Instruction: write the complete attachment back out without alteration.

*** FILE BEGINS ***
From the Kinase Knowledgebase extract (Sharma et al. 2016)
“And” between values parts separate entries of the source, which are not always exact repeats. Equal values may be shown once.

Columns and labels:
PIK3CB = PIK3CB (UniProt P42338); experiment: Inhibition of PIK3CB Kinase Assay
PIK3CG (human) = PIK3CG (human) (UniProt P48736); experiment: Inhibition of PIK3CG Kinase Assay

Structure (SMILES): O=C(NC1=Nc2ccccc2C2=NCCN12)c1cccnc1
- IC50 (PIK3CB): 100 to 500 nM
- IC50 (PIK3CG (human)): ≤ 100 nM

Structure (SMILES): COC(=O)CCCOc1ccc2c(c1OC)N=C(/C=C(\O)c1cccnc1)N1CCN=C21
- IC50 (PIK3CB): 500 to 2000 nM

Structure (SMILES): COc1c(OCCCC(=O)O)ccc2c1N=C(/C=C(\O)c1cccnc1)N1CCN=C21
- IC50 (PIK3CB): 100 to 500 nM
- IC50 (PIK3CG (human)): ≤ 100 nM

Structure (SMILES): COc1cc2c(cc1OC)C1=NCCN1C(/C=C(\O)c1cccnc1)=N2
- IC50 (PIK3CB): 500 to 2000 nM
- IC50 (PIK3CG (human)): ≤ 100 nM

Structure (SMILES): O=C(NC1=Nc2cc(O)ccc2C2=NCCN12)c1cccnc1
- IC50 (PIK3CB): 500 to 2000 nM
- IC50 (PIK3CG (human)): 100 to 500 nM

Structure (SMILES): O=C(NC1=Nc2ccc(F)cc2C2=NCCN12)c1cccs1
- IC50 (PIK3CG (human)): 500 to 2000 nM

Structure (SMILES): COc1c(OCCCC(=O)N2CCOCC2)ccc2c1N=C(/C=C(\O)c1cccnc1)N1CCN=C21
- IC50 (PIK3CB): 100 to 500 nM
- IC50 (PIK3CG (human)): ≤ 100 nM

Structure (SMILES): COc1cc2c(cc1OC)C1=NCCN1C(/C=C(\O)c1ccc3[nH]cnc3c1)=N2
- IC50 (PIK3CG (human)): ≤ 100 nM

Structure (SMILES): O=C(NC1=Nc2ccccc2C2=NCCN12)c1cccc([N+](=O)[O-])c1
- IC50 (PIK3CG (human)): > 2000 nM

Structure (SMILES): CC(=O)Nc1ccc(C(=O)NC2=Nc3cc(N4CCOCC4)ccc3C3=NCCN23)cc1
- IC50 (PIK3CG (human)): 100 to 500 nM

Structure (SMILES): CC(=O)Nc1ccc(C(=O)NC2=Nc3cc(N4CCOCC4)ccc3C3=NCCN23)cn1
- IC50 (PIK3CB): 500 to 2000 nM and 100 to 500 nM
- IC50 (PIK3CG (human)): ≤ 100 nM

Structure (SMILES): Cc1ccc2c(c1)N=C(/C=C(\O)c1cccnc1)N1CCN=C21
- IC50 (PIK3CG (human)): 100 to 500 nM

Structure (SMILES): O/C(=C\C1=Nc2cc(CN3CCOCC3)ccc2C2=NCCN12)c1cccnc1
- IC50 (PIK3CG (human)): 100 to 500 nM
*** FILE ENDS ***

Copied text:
From the Kinase Knowledgebase extract (Sharma et al. 2016)
“And” between values parts separate entries of the source, which are not always exact repeats. Equal values may be shown once.

Columns and labels:
PIK3CB = PIK3CB (UniProt P42338); experiment: Inhibition of PIK3CB Kinase Assay
PIK3CG (human) = PIK3CG (human) (UniProt P48736); experiment: Inhibition of PIK3CG Kinase Assay

Structure (SMILES): O=C(NC1=Nc2ccccc2C2=NCCN12)c1cccnc1
- IC50 (PIK3CB): 100 to 500 nM
- IC50 (PIK3CG (human)): ≤ 100 nM

Structure (SMILES): COC(=O)CCCOc1ccc2c(c1OC)N=C(/C=C(\O)c1cccnc1)N1CCN=C21
- IC50 (PIK3CB): 500 to 2000 nM

Structure (SMILES): COc1c(OCCCC(=O)O)ccc2c1N=C(/C=C(\O)c1cccnc1)N1CCN=C21
- IC50 (PIK3CB): 100 to 500 nM
- IC50 (PIK3CG (human)): ≤ 100 nM

Structure (SMILES): COc1cc2c(cc1OC)C1=NCCN1C(/C=C(\O)c1cccnc1)=N2
- IC50 (PIK3CB): 500 to 2000 nM
- IC50 (PIK3CG (human)): ≤ 100 nM

Structure (SMILES): O=C(NC1=Nc2cc(O)ccc2C2=NCCN12)c1cccnc1
- IC50 (PIK3CB): 500 to 2000 nM
- IC50 (PIK3CG (human)): 100 to 500 nM

Structure (SMILES): O=C(NC1=Nc2ccc(F)cc2C2=NCCN12)c1cccs1
- IC50 (PIK3CG (human)): 500 to 2000 nM

Structure (SMILES): COc1c(OCCCC(=O)N2CCOCC2)ccc2c1N=C(/C=C(\O)c1cccnc1)N1CCN=C21
- IC50 (PIK3CB): 100 to 500 nM
- IC50 (PIK3CG (human)): ≤ 100 nM

Structure (SMILES): COc1cc2c(cc1OC)C1=NCCN1C(/C=C(\O)c1ccc3[nH]cnc3c1)=N2
- IC50 (PIK3CG (human)): ≤ 100 nM

Structure (SMILES): O=C(NC1=Nc2ccccc2C2=NCCN12)c1cccc([N+](=O)[O-])c1
- IC50 (PIK3CG (human)): > 2000 nM

Structure (SMILES): CC(=O)Nc1ccc(C(=O)NC2=Nc3cc(N4CCOCC4)ccc3C3=NCCN23)cc1
- IC50 (PIK3CG (human)): 100 to 500 nM

Structure (SMILES): CC(=O)Nc1ccc(C(=O)NC2=Nc3cc(N4CCOCC4)ccc3C3=NCCN23)cn1
- IC50 (PIK3CB): 500 to 2000 nM and 100 to 500 nM
- IC50 (PIK3CG (human)): ≤ 100 nM

Structure (SMILES): Cc1ccc2c(c1)N=C(/C=C(\O)c1cccnc1)N1CCN=C21
- IC50 (PIK3CG (human)): 100 to 500 nM

Structure (SMILES): O/C(=C\C1=Nc2cc(CN3CCOCC3)ccc2C2=NCCN12)c1cccnc1
- IC50 (PIK3CG (human)): 100 to 500 nM